After Christmas some time, we were switching through the channels and found one of the most iconic films in the history of film: The Wizard of Oz. And we know the lesson of the Wizard of Oz, or the most obvious one that it is trying to teach us—there’s no place like home, even then home is dustbowl and Oz is in full color. This is something that we, people in general, have clung to—home is the ideal! And it’s the joke that Millennials have had a tendency to move back home, although, COVID has made it more and more regular occurrence, because who wants to be alone in the middle of a pandemic.


But, the isn’t the only way we think about home, because we’ve heard that you can never go home again. Sometimes it’s that the people at home don’t see you as an adult or that you’ve changed, or they were or are abusive, or they don’t accept the fullness of who you are or who you love. Sometimes home isn’t somewhere we can go back to or isn’t safe.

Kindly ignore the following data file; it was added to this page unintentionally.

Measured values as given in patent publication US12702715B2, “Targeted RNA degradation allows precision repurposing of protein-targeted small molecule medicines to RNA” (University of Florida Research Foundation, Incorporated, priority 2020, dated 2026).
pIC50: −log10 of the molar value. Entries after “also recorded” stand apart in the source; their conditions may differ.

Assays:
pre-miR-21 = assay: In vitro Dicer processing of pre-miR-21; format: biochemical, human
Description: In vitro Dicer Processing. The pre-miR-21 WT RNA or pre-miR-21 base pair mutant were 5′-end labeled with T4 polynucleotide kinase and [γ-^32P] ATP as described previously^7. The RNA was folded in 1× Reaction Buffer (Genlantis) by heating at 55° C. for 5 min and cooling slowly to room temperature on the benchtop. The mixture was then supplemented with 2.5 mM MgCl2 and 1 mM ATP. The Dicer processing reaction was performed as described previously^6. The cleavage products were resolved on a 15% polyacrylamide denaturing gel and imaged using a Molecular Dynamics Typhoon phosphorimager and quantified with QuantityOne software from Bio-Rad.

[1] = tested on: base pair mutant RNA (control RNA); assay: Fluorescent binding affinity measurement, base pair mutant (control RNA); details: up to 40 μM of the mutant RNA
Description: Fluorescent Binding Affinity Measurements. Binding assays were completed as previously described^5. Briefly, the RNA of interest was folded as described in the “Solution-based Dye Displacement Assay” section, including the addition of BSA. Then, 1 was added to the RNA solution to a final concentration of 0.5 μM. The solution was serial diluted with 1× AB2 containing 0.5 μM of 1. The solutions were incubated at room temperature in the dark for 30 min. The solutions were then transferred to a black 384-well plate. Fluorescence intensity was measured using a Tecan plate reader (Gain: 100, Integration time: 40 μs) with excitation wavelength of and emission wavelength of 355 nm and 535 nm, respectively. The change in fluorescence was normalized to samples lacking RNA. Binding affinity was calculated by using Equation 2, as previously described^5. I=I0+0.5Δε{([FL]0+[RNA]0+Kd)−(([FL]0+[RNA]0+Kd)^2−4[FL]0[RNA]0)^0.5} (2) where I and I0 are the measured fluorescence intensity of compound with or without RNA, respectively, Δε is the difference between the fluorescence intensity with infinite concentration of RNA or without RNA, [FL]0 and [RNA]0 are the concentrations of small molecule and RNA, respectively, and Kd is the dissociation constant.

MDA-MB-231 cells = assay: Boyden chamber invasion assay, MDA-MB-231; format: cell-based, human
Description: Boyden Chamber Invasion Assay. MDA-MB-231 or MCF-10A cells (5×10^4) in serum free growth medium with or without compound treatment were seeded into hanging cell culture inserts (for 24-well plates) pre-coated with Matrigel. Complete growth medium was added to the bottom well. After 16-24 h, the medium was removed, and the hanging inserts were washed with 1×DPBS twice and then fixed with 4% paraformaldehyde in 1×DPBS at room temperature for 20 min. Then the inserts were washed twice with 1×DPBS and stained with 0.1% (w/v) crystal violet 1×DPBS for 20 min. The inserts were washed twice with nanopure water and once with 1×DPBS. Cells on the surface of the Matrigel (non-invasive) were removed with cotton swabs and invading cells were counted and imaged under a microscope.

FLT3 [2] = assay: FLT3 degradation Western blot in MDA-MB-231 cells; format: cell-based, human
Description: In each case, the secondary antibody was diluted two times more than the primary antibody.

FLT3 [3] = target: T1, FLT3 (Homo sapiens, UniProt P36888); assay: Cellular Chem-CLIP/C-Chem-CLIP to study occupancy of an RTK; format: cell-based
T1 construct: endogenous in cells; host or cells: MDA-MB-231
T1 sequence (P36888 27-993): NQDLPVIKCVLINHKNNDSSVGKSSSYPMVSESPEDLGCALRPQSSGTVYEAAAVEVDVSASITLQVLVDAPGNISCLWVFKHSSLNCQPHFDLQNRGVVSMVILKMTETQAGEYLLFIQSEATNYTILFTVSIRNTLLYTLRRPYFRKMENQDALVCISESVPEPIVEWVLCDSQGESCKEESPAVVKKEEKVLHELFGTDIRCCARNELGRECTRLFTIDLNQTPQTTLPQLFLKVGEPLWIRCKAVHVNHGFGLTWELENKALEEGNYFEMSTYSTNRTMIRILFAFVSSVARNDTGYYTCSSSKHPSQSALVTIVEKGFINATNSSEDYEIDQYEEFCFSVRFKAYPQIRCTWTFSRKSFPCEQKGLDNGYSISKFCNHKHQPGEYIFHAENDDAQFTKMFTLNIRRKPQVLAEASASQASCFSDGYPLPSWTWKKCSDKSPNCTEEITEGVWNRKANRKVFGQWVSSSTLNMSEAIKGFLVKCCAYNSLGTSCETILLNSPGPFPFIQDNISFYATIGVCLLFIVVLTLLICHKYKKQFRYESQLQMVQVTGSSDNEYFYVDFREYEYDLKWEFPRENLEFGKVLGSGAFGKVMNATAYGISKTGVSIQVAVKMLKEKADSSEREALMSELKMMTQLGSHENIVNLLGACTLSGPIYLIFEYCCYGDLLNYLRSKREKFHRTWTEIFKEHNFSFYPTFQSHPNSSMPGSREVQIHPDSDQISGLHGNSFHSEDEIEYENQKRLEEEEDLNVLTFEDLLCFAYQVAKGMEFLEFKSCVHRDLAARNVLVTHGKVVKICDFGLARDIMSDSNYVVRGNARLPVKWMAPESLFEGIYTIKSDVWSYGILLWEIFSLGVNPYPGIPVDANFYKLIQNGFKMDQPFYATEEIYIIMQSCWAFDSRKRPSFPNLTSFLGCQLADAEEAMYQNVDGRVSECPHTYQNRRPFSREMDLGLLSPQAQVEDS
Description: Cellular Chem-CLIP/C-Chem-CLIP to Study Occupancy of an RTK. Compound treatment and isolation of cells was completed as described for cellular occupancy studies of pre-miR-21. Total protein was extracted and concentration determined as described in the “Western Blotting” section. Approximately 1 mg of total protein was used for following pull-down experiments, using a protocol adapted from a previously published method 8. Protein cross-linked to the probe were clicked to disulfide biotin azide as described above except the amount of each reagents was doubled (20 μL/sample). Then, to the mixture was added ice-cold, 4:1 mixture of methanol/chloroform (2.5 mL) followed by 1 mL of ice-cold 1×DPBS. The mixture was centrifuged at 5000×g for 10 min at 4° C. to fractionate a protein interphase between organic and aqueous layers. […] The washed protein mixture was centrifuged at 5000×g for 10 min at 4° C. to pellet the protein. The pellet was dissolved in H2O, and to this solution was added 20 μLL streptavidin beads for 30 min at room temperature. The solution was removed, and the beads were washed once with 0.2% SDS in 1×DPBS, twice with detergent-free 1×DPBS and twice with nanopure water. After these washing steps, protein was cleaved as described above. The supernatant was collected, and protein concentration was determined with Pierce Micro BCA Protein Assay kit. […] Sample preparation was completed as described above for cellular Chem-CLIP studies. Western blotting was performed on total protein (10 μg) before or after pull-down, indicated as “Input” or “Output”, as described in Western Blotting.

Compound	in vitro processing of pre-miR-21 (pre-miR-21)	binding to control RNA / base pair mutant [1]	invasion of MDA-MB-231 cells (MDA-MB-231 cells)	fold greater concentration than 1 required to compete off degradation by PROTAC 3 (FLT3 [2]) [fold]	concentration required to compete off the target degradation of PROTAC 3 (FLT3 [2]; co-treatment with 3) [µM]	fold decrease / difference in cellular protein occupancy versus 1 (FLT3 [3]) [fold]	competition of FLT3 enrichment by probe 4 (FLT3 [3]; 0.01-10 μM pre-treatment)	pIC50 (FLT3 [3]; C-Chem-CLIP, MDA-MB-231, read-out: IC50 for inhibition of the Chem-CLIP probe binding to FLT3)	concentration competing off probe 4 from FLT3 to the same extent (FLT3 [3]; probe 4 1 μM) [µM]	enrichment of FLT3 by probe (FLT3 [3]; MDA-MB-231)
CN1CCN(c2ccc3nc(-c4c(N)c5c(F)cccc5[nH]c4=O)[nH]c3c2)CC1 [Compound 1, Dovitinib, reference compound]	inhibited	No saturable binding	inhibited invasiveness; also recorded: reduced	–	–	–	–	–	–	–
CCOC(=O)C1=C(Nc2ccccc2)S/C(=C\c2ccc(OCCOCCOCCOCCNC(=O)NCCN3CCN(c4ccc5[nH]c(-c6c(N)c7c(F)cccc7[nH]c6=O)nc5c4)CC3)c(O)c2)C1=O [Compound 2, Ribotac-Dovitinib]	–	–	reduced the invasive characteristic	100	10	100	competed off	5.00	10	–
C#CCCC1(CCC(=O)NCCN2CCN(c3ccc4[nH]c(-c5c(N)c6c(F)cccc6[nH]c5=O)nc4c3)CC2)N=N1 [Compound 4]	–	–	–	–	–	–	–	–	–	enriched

Somehow, Jesus seems to be both. Since we met last and he had been baptized, Jesus had been in the wilderness for 40 days and was tempted, and when that was over and he recovered, it seems that Jesus had been walking around the Galilee region—and things were happening. He was doing things. We don’t know what things they were, but they were the kind of things that get you attention. Maybe they were healings, maybe teaching, we don’t know, but we know people were talking. Talking so much that when Jesus went home, they had heard about what their hometown boy had been up to, and he had been doing good.


Here’s a thing: I think I had been learned somewhere that this story is proof you can never go home, they won’t understand, they won’t get it. But here’s the thing, they did. The people who had gathered that day were here for Jesus, whooting and whooping, cheering and celebrating, standing and clapping, all metaphorically speaking of course, probably. They were with Jesus, excited about Jesus when he was handed the scroll, when he found and read the passage, when he closed the scroll, and when he declared the passage had been fulfilled in him. I thought it was at that point that they turned on him, that he declared himself some kind of … savior. But they were here for it.